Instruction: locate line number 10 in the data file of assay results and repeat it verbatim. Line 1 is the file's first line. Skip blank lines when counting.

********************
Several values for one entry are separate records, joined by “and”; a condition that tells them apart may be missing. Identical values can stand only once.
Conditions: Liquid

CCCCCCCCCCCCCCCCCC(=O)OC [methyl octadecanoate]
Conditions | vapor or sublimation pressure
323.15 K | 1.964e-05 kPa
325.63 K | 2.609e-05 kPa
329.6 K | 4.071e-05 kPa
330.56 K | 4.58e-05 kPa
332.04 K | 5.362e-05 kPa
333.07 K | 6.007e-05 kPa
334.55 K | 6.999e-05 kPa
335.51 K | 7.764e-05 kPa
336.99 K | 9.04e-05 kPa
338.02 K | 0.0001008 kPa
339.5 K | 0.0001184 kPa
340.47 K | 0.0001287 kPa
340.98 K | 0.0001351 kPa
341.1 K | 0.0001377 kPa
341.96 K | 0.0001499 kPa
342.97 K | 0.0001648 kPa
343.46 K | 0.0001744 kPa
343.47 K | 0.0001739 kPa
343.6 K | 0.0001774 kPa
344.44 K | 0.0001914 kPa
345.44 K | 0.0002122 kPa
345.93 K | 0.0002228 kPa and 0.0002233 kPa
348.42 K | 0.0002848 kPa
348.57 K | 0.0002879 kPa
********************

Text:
333.07 K | 6.007e-05 kPa